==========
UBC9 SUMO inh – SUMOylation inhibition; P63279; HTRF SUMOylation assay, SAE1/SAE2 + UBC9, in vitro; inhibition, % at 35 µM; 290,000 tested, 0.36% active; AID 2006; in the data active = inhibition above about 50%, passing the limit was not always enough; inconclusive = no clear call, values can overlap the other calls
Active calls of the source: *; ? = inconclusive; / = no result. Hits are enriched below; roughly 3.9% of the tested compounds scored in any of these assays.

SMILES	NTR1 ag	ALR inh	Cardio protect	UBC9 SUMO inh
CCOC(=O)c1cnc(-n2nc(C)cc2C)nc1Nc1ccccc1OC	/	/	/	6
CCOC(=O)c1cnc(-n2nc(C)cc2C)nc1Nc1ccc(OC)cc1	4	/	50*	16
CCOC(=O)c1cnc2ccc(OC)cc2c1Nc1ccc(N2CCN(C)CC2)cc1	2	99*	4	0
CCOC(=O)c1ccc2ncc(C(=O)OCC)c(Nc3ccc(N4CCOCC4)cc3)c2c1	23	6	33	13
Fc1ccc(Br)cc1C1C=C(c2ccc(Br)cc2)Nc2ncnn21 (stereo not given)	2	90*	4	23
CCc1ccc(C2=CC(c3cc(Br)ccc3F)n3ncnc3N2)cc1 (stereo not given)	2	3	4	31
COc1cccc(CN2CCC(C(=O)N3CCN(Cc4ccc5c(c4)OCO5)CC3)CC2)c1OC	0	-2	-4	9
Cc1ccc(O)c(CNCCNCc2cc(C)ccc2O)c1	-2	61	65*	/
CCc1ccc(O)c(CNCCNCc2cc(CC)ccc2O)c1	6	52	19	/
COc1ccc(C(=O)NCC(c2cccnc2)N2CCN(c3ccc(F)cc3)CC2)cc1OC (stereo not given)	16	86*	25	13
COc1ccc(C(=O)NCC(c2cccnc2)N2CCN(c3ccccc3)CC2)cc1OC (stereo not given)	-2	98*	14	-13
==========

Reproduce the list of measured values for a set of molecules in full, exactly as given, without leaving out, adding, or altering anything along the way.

UBC9 SUMO inh – SUMOylation inhibition; P63279; HTRF SUMOylation assay, SAE1/SAE2 + UBC9, in vitro; inhibition, % at 35 µM; 290,000 tested, 0.36% active; AID 2006; in the data active = inhibition above about 50%, passing the limit was not always enough; inconclusive = no clear call, values can overlap the other calls
Active calls of the source: *; ? = inconclusive; / = no result. Hits are enriched below; roughly 3.9% of the tested compounds scored in any of these assays.

SMILES	NTR1 ag	ALR inh	Cardio protect	UBC9 SUMO inh
CCOC(=O)c1cnc(-n2nc(C)cc2C)nc1Nc1ccccc1OC	/	/	/	6
CCOC(=O)c1cnc(-n2nc(C)cc2C)nc1Nc1ccc(OC)cc1	4	/	50*	16
CCOC(=O)c1cnc2ccc(OC)cc2c1Nc1ccc(N2CCN(C)CC2)cc1	2	99*	4	0
CCOC(=O)c1ccc2ncc(C(=O)OCC)c(Nc3ccc(N4CCOCC4)cc3)c2c1	23	6	33	13
Fc1ccc(Br)cc1C1C=C(c2ccc(Br)cc2)Nc2ncnn21 (stereo not given)	2	90*	4	23
CCc1ccc(C2=CC(c3cc(Br)ccc3F)n3ncnc3N2)cc1 (stereo not given)	2	3	4	31
COc1cccc(CN2CCC(C(=O)N3CCN(Cc4ccc5c(c4)OCO5)CC3)CC2)c1OC	0	-2	-4	9
Cc1ccc(O)c(CNCCNCc2cc(C)ccc2O)c1	-2	61	65*	/
CCc1ccc(O)c(CNCCNCc2cc(CC)ccc2O)c1	6	52	19	/
COc1ccc(C(=O)NCC(c2cccnc2)N2CCN(c3ccc(F)cc3)CC2)cc1OC (stereo not given)	16	86*	25	13
COc1ccc(C(=O)NCC(c2cccnc2)N2CCN(c3ccccc3)CC2)cc1OC (stereo not given)	-2	98*	14	-13